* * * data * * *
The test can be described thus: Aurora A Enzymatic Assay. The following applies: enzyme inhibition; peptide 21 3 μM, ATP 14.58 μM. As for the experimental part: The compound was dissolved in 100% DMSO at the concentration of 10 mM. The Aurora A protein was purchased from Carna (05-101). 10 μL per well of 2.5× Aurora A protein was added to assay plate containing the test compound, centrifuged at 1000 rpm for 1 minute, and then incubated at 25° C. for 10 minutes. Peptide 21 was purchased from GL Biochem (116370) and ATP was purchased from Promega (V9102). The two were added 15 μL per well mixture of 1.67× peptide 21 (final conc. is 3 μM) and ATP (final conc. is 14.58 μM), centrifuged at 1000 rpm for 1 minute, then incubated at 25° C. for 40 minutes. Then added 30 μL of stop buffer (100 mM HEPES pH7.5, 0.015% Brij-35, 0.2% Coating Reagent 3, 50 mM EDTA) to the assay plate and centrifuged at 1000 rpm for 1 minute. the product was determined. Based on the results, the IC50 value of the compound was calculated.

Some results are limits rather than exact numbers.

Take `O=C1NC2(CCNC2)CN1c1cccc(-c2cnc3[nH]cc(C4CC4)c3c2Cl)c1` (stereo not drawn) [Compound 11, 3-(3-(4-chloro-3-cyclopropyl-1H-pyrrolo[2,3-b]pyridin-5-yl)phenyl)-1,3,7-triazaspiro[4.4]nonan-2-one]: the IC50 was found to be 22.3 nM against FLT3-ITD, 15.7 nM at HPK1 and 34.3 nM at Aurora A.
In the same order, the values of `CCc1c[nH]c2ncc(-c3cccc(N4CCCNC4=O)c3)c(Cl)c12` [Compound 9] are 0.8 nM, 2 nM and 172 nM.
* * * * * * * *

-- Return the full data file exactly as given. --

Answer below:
The test can be described thus: Aurora A Enzymatic Assay. The following applies: enzyme inhibition; peptide 21 3 μM, ATP 14.58 μM. As for the experimental part: The compound was dissolved in 100% DMSO at the concentration of 10 mM. The Aurora A protein was purchased from Carna (05-101). 10 μL per well of 2.5× Aurora A protein was added to assay plate containing the test compound, centrifuged at 1000 rpm for 1 minute, and then incubated at 25° C. for 10 minutes. Peptide 21 was purchased from GL Biochem (116370) and ATP was purchased from Promega (V9102). The two were added 15 μL per well mixture of 1.67× peptide 21 (final conc. is 3 μM) and ATP (final conc. is 14.58 μM), centrifuged at 1000 rpm for 1 minute, then incubated at 25° C. for 40 minutes. Then added 30 μL of stop buffer (100 mM HEPES pH7.5, 0.015% Brij-35, 0.2% Coating Reagent 3, 50 mM EDTA) to the assay plate and centrifuged at 1000 rpm for 1 minute. the product was determined. Based on the results, the IC50 value of the compound was calculated.

Some results are limits rather than exact numbers.

Take `O=C1NC2(CCNC2)CN1c1cccc(-c2cnc3[nH]cc(C4CC4)c3c2Cl)c1` (stereo not drawn) [Compound 11, 3-(3-(4-chloro-3-cyclopropyl-1H-pyrrolo[2,3-b]pyridin-5-yl)phenyl)-1,3,7-triazaspiro[4.4]nonan-2-one]: the IC50 was found to be 22.3 nM against FLT3-ITD, 15.7 nM at HPK1 and 34.3 nM at Aurora A.
In the same order, the values of `CCc1c[nH]c2ncc(-c3cccc(N4CCCNC4=O)c3)c(Cl)c12` [Compound 9] are 0.8 nM, 2 nM and 172 nM.